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Here you can find more information that might be interesting for you.

Who invented the microphone windscreen?

We all know the beautiful, colorful or furry microphone windscreens in television reports and film sets. But why do they exist? How were they invented? And what is the outstanding thing along the Schulze-Brakel windshields? In the following, we will answer all of this.
Sound waves interference through wind noise.
Wind noise and air movement are the biggest problems if you want to record audio outside. The wind sound makes a low rumbling, bass-heavy noise on the audio tape which is almost impossible to delete in later audio editing. Interrupting wind noise usually happen in the sub-500Hz range of the frequency spectrum.
This means it can damage the frequencies 85 Hz-265 Hz, which the human voice typically lies on. This causes dialogues to become completely unusable and unintelligible. To prevent wind noise from destroying audio recordings, it is recommended to use a windshield to protect the recordings to avoid wind interference.
This can be achieved by using a plastic, foam, fur, mesh, or fabric windshield. The windscreen creates a chamber around the microphone that shields it from all unwanted interrupting noises. Windscreens have different acoustic transparencies. Depending on the material, it will have a greater or lesser effect on the audio.



History of audio signals, the microphone, and their windshields

The history of the microphone is closely connected to the invention of the telephone. All began with Italian engineer Antonio Meucci, who developed a telephone based on an electromagnetic converter he invented in 1860. However, he was not granted a patent. Scottish deaf-mute teacher Alexander Graham Bell was working in the laboratory where Meucci's invention was stored, and filed a patent for a similarly technical device on 14th February 1876.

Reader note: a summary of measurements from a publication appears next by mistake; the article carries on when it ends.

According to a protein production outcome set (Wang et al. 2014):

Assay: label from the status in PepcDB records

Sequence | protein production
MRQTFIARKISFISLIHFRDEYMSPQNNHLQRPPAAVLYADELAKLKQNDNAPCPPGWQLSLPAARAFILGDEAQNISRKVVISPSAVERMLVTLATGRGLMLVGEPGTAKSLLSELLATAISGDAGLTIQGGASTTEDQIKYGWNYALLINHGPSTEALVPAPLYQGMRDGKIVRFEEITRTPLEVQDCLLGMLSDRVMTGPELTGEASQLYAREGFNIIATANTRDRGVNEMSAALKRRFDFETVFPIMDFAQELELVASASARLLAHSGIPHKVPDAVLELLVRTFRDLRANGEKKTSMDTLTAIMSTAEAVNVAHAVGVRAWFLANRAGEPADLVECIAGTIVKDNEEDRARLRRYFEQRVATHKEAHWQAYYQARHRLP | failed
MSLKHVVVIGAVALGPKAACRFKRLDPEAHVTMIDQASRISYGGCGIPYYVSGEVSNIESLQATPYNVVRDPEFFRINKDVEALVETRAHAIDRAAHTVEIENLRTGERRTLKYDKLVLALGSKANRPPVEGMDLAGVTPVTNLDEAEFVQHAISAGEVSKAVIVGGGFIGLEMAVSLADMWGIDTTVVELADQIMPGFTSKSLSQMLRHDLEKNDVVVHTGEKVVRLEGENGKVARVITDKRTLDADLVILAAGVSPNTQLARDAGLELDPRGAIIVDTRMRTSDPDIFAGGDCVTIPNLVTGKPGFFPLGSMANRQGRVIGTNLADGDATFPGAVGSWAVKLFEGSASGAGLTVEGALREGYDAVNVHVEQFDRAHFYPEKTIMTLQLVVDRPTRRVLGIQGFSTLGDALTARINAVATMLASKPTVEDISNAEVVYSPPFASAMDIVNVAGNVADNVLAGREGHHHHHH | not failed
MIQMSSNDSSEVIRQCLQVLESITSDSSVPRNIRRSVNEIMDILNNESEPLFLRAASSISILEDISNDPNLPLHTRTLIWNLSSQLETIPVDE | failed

In the development of what he called the “Telephone”, Philipp Reis was the first to build a contact microphone, which he publicly presented as part of his telephone prototype in 1861. Based on the model of an earpiece, the German inventor recognized that a sound funnel covered with a membrane could be used instead of an eardrum. This sound funnel then led to a housing box.

He equipped the membrane with a platinum contact that barely touched another contact attached to the housing when at rest. Direct current was conducted through this contact and an external resistor. If there was now a sound exchange pressure on the membrane, it vibrated, causing the contacts to be pressed together more or less depending on the course of the sound waves.

With this experimental arrangement, Reis invented the contact microphone, from whose principle the carbon microphone was later developed and used in the early days of the radio for recordings.

Georg Neumann, a colleague of Reis, further developed the carbon microphone in 1923, which greatly improved the sound quality, particularly at low frequencies. However, he made a breakthrough with the development of the low-frequency (LF) capacitor microphone. The membrane and counter electrode from a capacitor that is charged with a DC voltage. The capacitor capacity changes with the movement of the membrane, from which the signal is obtained.

This transducer principle was far superior in quality to the sound recording technology of the time, and is still the standard for top-quality microphones today.

In 1928, Georg Neumann founded a company, Georg Neumann & Co KG in Berlin, to market his capacitor microphone, which is still one of the leading microphone manufacturers today. In an attempt to make sound recording better, the first windshields were developed and designed.
The first functional serial model, the Neumann CMV3, also known as the “Neumann bottle”, can be seen in many contemporary film recordings.